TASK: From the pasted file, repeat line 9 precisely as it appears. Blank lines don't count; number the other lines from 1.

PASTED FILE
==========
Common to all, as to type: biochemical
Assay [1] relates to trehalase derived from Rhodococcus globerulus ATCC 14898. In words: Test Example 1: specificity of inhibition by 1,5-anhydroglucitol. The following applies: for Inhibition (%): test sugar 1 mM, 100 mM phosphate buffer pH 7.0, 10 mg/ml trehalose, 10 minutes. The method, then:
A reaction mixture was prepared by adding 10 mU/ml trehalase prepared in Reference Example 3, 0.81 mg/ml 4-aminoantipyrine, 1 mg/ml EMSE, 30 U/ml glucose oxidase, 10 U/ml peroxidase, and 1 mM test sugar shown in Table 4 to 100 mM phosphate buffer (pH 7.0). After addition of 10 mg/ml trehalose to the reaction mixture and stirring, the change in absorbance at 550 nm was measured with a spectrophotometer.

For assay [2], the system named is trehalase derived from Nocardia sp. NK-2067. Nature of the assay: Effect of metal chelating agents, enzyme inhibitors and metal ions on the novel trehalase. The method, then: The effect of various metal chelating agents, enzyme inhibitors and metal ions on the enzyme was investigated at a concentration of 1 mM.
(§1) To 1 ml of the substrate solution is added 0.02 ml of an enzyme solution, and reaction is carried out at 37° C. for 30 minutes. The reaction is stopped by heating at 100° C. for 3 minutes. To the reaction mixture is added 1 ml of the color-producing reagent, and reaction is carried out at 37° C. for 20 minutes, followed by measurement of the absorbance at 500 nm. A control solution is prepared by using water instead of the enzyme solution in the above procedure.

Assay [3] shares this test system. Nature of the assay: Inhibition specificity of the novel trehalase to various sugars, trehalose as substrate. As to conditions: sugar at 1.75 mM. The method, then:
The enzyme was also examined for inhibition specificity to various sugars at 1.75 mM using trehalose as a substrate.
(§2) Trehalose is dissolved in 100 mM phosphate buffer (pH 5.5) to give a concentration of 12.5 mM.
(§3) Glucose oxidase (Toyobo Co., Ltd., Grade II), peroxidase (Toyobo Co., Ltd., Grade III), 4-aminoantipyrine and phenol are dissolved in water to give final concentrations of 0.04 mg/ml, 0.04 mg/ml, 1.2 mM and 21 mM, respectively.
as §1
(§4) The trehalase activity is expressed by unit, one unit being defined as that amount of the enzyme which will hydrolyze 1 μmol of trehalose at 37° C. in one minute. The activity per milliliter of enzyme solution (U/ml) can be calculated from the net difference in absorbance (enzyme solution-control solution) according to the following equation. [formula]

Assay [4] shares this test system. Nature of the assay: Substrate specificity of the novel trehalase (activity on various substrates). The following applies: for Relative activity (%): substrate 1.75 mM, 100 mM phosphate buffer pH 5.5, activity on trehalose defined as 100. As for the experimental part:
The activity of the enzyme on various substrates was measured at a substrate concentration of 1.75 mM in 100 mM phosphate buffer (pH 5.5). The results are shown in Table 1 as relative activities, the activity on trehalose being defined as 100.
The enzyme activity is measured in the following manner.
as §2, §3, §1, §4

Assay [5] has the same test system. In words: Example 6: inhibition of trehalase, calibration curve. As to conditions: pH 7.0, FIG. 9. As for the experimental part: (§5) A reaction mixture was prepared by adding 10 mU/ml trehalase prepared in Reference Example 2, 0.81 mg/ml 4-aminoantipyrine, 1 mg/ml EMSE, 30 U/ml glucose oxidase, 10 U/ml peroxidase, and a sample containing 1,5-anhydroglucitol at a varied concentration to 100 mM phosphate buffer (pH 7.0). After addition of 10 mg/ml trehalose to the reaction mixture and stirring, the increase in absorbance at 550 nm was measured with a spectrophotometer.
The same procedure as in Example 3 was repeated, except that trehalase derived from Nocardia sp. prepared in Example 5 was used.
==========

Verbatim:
(§3) Glucose oxidase (Toyobo Co., Ltd., Grade II), peroxidase (Toyobo Co., Ltd., Grade III), 4-aminoantipyrine and phenol are dissolved in water to give final concentrations of 0.04 mg/ml, 0.04 mg/ml, 1.2 mM and 21 mM, respectively.